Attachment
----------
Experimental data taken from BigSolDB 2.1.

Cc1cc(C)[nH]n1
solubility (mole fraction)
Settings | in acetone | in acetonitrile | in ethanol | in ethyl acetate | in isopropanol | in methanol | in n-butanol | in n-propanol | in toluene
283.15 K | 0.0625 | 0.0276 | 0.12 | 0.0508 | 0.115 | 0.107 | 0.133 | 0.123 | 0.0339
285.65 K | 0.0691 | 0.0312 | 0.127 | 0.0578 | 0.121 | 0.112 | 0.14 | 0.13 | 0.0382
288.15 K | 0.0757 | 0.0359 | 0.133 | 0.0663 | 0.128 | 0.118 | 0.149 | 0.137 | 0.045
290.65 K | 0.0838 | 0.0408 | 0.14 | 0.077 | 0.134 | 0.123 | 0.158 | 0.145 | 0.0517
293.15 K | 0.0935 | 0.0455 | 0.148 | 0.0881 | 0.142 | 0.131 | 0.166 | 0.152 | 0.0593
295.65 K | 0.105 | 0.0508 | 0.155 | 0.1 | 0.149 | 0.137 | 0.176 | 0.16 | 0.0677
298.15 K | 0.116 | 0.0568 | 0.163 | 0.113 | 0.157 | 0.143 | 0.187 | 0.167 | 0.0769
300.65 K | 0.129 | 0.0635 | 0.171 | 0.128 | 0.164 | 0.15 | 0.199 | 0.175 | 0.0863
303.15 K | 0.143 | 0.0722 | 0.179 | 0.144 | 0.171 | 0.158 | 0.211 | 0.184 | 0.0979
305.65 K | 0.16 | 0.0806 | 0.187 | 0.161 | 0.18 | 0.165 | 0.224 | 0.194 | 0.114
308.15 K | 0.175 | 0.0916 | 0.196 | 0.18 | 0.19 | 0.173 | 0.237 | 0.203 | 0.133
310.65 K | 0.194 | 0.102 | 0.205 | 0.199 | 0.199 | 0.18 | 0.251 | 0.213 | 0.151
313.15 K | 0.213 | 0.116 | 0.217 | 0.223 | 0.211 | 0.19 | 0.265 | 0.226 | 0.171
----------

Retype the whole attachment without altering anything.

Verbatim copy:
Experimental data taken from BigSolDB 2.1.

Cc1cc(C)[nH]n1
solubility (mole fraction)
Settings | in acetone | in acetonitrile | in ethanol | in ethyl acetate | in isopropanol | in methanol | in n-butanol | in n-propanol | in toluene
283.15 K | 0.0625 | 0.0276 | 0.12 | 0.0508 | 0.115 | 0.107 | 0.133 | 0.123 | 0.0339
285.65 K | 0.0691 | 0.0312 | 0.127 | 0.0578 | 0.121 | 0.112 | 0.14 | 0.13 | 0.0382
288.15 K | 0.0757 | 0.0359 | 0.133 | 0.0663 | 0.128 | 0.118 | 0.149 | 0.137 | 0.045
290.65 K | 0.0838 | 0.0408 | 0.14 | 0.077 | 0.134 | 0.123 | 0.158 | 0.145 | 0.0517
293.15 K | 0.0935 | 0.0455 | 0.148 | 0.0881 | 0.142 | 0.131 | 0.166 | 0.152 | 0.0593
295.65 K | 0.105 | 0.0508 | 0.155 | 0.1 | 0.149 | 0.137 | 0.176 | 0.16 | 0.0677
298.15 K | 0.116 | 0.0568 | 0.163 | 0.113 | 0.157 | 0.143 | 0.187 | 0.167 | 0.0769
300.65 K | 0.129 | 0.0635 | 0.171 | 0.128 | 0.164 | 0.15 | 0.199 | 0.175 | 0.0863
303.15 K | 0.143 | 0.0722 | 0.179 | 0.144 | 0.171 | 0.158 | 0.211 | 0.184 | 0.0979
305.65 K | 0.16 | 0.0806 | 0.187 | 0.161 | 0.18 | 0.165 | 0.224 | 0.194 | 0.114
308.15 K | 0.175 | 0.0916 | 0.196 | 0.18 | 0.19 | 0.173 | 0.237 | 0.203 | 0.133
310.65 K | 0.194 | 0.102 | 0.205 | 0.199 | 0.199 | 0.18 | 0.251 | 0.213 | 0.151
313.15 K | 0.213 | 0.116 | 0.217 | 0.223 | 0.211 | 0.19 | 0.265 | 0.226 | 0.171